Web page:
Bid late — even if you have to sit on your hands to do it.

Auctions held online are typically timed, meaning they’re often several days long and end at a set day and hour, in contrast to in-person or live online auctions, which follow a more traditional format, with an auctioneer taking bids during a scheduled event. Timed auctions, like those on 1stDibs, allow you to bid at your convenience. But when you bid matters.

As hard as it can be to resist jumping at an item as soon as you see it, research has found that if you can hold out until the end, you’ll significantly increase your chance of actually winning it.

“Of course, that’s really where the game begins,” says Rubinger. “You’ve narrowed down your items, you’ve assessed the scenario, you’ve noted when the auction’s going to end. Now, you sit at your desk, pour yourself a glass of wine, open up the item page and wait as long as your stomach will allow you to before making that last-minute bid.” You’ll likely engage with somebody else who’s doing exactly the same thing. But that, he insists, is where the fun starts.


Understand key online-auction terms and what they mean for you.

Don’t let unfamiliar terminology keep you from placing a bid. Here are a few phrases to know. 

Reserve Price

Some items have reserves, others don’t. A reserve is the undisclosed minimum amount a seller will accept. It’s not the same as the starting bid, which will always be lower.

“Reserves lie somewhere between the starting bid and the ‘Buy It Now’ price, so as a buyer, you at least have those two numbers as anchors,” says Rubinger. “Remember, auctions are like a sport. Having a lower starting bid encourages the game of it. Everyone’s hoping to win an item at a lower price than what they might get in the marketplace. You start low to allow people to dip their toes into it and see where it takes them.”

On 1stDibs, which uses automatic bidding to place bids on your behalf up to whatever maximum you choose, if you set a max that’s higher than the reserve, the site will automatically increase your bid to meet the reserve price and continue bidding against other interested parties from there until your maximum amount is reached. 

Buy It Now

Some online auctions, including those on 1stDibs, have a “Buy It Now” option, allowing you to purchase an item immediately instead of bidding for it. The “Buy It Now” price is higher than the amount the seller is willing to accept, since it’s higher than the reserve price. The advantage is that you get to secure the piece right away. But you’ll miss out on the chance of getting it for a steal.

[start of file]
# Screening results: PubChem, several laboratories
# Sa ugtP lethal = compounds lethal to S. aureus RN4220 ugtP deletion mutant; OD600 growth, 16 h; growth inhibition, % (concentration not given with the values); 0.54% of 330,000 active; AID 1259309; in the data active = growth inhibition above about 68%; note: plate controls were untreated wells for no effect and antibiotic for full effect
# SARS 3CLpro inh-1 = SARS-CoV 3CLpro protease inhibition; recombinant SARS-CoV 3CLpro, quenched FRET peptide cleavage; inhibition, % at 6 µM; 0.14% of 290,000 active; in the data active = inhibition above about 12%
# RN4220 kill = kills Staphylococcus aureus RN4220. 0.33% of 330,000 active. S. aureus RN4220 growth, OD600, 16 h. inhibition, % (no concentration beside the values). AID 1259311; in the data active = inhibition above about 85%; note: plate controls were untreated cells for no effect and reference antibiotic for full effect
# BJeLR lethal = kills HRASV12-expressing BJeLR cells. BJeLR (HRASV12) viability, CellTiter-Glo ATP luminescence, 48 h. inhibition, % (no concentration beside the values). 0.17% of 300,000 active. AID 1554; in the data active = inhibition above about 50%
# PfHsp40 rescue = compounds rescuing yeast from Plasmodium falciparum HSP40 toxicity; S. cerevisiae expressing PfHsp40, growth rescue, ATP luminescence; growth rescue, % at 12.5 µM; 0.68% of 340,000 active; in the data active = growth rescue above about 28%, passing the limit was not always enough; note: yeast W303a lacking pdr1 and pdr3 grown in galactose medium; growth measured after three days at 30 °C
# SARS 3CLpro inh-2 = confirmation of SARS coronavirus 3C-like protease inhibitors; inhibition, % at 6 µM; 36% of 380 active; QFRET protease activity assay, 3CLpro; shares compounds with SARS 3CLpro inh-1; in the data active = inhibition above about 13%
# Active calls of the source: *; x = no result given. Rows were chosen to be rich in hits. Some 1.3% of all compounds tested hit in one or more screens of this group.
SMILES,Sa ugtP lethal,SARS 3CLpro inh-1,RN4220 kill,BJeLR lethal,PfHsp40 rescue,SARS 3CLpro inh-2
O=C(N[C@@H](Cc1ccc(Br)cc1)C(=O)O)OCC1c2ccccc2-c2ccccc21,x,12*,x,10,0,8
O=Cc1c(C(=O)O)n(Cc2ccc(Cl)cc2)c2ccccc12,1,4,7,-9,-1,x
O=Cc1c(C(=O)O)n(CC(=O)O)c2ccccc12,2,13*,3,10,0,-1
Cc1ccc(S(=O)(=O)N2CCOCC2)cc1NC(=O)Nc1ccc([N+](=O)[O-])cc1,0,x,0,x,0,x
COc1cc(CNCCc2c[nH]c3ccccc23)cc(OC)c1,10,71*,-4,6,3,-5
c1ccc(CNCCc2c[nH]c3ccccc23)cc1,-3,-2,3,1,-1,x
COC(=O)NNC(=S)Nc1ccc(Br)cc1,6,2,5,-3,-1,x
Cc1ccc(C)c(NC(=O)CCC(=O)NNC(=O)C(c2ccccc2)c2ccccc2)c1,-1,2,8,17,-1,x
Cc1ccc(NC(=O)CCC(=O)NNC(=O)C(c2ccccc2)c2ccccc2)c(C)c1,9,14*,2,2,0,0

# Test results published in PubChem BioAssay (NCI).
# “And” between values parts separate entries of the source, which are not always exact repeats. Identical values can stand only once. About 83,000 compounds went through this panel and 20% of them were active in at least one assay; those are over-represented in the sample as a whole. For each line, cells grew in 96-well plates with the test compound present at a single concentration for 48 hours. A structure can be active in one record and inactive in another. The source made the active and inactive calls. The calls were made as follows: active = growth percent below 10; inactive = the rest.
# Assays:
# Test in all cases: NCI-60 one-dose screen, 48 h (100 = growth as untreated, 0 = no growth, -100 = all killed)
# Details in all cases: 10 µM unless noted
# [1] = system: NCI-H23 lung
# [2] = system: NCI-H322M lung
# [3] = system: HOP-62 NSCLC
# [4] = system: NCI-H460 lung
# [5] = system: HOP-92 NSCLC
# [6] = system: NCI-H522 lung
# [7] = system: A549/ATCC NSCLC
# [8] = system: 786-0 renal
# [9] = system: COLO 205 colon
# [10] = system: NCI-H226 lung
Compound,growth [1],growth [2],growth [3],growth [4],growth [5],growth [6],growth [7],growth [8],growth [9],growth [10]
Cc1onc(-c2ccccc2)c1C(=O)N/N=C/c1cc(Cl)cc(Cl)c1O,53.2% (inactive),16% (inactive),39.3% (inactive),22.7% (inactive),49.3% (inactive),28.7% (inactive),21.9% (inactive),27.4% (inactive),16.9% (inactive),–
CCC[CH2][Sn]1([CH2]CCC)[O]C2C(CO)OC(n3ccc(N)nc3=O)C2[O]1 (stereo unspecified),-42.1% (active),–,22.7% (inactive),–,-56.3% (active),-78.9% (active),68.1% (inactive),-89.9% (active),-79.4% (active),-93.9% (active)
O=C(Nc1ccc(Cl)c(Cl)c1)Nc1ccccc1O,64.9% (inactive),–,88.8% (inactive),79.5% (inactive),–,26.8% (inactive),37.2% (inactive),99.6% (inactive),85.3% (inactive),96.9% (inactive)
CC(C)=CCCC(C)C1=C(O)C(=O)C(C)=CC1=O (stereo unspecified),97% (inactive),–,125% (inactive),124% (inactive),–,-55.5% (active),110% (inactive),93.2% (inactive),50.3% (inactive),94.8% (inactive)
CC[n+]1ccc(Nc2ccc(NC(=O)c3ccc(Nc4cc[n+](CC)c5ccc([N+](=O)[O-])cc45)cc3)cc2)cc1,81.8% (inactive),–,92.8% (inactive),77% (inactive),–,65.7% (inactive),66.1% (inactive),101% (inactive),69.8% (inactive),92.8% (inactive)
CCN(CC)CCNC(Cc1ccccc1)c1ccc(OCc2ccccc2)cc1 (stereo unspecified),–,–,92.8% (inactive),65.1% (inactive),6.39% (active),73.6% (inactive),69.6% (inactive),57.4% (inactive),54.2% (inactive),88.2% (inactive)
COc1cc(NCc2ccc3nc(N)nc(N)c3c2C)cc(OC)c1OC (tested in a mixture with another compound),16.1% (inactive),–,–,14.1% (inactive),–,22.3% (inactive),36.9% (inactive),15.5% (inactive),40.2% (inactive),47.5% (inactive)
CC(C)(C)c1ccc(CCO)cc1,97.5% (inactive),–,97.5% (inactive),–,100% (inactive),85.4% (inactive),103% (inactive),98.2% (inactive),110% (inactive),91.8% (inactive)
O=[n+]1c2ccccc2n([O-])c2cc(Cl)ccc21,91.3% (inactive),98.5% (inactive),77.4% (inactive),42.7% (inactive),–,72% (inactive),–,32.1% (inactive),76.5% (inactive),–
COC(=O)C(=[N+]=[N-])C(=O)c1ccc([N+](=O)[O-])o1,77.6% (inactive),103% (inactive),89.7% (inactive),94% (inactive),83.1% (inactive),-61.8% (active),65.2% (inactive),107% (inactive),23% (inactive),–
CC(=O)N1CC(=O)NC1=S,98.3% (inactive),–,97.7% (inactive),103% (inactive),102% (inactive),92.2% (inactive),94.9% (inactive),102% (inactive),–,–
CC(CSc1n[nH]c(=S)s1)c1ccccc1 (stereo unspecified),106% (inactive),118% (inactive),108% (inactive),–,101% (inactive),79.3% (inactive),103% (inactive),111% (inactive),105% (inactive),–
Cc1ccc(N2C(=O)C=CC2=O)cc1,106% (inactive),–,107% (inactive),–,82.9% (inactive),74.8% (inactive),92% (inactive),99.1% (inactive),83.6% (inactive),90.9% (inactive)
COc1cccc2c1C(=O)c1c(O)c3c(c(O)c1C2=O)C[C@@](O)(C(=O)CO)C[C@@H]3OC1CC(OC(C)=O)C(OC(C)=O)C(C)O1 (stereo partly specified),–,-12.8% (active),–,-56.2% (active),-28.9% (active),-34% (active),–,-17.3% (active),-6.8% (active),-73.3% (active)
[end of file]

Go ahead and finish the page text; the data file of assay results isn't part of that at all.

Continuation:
“The whole game or fun of an auction, and particularly at 1stDibs, is that you may end up winning an item at a significantly lower cost than if you had just bought it directly,” says Rubinger. 

Soft Close

Some sites, like 1stDibs, offer soft closes as a way to protect against sniping, or bidding at the very last second, often using third-party apps that send bids in at lightning speed. 

“Until online auctions like eBay, there was never a hard close to a live auction — the auctioneer would just keep going until the bidding stopped,” says Rubinger. “An item is supposed to be sold to the highest bidder, not the quickest, so that’s what we want to re-create here. It’s really a fairness thing.” 

At 1stDibs, if someone bids in the last five minutes of an auction, it will be extended for five minutes to allow another party to place a bid — and the extensions will continue until the highest bid is met with five minutes of silence.

“So, while it’s advisable to wait until the last few minutes to bid — that way you don’t show your cards too early and inflate the price,” says Rubinger, “we’re also not going to end an auction until the item is sold to the person who’s willing to pay the most for it.”

These strategies and explanations can’t guarantee a win, but they can help you understand the online-auction landscape and make some smart moves. With a bit of luck, you’ll take home a piece you love at a price you love even more. Happy hunting!